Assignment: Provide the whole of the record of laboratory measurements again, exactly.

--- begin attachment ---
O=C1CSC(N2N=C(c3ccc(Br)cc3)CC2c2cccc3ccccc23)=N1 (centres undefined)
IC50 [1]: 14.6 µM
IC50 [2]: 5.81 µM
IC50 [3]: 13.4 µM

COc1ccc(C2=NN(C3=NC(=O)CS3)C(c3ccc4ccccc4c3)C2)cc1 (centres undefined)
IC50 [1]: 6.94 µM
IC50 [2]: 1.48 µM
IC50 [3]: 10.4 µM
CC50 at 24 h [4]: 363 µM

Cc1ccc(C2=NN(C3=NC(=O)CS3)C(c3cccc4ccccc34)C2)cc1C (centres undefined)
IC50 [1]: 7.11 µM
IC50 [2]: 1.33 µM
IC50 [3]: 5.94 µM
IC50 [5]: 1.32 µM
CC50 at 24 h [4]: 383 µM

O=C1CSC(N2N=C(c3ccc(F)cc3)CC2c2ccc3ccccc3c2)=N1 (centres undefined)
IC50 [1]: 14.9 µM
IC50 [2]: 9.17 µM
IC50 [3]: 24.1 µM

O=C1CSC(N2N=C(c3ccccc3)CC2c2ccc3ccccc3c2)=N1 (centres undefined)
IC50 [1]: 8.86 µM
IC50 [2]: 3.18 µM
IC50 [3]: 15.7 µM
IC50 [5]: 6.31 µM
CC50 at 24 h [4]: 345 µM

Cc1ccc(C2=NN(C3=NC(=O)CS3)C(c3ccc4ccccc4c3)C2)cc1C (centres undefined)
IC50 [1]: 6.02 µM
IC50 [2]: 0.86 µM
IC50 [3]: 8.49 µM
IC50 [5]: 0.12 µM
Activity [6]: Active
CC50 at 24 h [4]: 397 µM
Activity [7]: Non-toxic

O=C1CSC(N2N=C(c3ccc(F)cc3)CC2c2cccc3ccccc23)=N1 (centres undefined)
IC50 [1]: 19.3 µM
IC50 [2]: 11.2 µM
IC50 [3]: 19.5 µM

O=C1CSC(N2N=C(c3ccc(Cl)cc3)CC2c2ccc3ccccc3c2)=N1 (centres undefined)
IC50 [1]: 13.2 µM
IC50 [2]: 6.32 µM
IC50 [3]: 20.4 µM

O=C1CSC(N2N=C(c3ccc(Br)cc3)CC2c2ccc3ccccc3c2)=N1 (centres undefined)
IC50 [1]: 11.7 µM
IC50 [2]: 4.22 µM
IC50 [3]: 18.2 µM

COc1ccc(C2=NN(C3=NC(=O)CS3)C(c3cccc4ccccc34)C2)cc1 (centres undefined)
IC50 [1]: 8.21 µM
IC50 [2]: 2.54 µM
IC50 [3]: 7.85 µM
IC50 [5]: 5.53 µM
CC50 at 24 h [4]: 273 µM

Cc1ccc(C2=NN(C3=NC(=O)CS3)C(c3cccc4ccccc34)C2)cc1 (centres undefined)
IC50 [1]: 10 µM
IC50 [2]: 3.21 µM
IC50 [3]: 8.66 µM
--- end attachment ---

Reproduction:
O=C1CSC(N2N=C(c3ccc(Br)cc3)CC2c2cccc3ccccc23)=N1 (centres undefined)
IC50 [1]: 14.6 µM
IC50 [2]: 5.81 µM
IC50 [3]: 13.4 µM

COc1ccc(C2=NN(C3=NC(=O)CS3)C(c3ccc4ccccc4c3)C2)cc1 (centres undefined)
IC50 [1]: 6.94 µM
IC50 [2]: 1.48 µM
IC50 [3]: 10.4 µM
CC50 at 24 h [4]: 363 µM

Cc1ccc(C2=NN(C3=NC(=O)CS3)C(c3cccc4ccccc34)C2)cc1C (centres undefined)
IC50 [1]: 7.11 µM
IC50 [2]: 1.33 µM
IC50 [3]: 5.94 µM
IC50 [5]: 1.32 µM
CC50 at 24 h [4]: 383 µM

O=C1CSC(N2N=C(c3ccc(F)cc3)CC2c2ccc3ccccc3c2)=N1 (centres undefined)
IC50 [1]: 14.9 µM
IC50 [2]: 9.17 µM
IC50 [3]: 24.1 µM

O=C1CSC(N2N=C(c3ccccc3)CC2c2ccc3ccccc3c2)=N1 (centres undefined)
IC50 [1]: 8.86 µM
IC50 [2]: 3.18 µM
IC50 [3]: 15.7 µM
IC50 [5]: 6.31 µM
CC50 at 24 h [4]: 345 µM

Cc1ccc(C2=NN(C3=NC(=O)CS3)C(c3ccc4ccccc4c3)C2)cc1C (centres undefined)
IC50 [1]: 6.02 µM
IC50 [2]: 0.86 µM
IC50 [3]: 8.49 µM
IC50 [5]: 0.12 µM
Activity [6]: Active
CC50 at 24 h [4]: 397 µM
Activity [7]: Non-toxic

O=C1CSC(N2N=C(c3ccc(F)cc3)CC2c2cccc3ccccc23)=N1 (centres undefined)
IC50 [1]: 19.3 µM
IC50 [2]: 11.2 µM
IC50 [3]: 19.5 µM

O=C1CSC(N2N=C(c3ccc(Cl)cc3)CC2c2ccc3ccccc3c2)=N1 (centres undefined)
IC50 [1]: 13.2 µM
IC50 [2]: 6.32 µM
IC50 [3]: 20.4 µM

O=C1CSC(N2N=C(c3ccc(Br)cc3)CC2c2ccc3ccccc3c2)=N1 (centres undefined)
IC50 [1]: 11.7 µM
IC50 [2]: 4.22 µM
IC50 [3]: 18.2 µM

COc1ccc(C2=NN(C3=NC(=O)CS3)C(c3cccc4ccccc34)C2)cc1 (centres undefined)
IC50 [1]: 8.21 µM
IC50 [2]: 2.54 µM
IC50 [3]: 7.85 µM
IC50 [5]: 5.53 µM
CC50 at 24 h [4]: 273 µM

Cc1ccc(C2=NN(C3=NC(=O)CS3)C(c3cccc4ccccc34)C2)cc1 (centres undefined)
IC50 [1]: 10 µM
IC50 [2]: 3.21 µM
IC50 [3]: 8.66 µM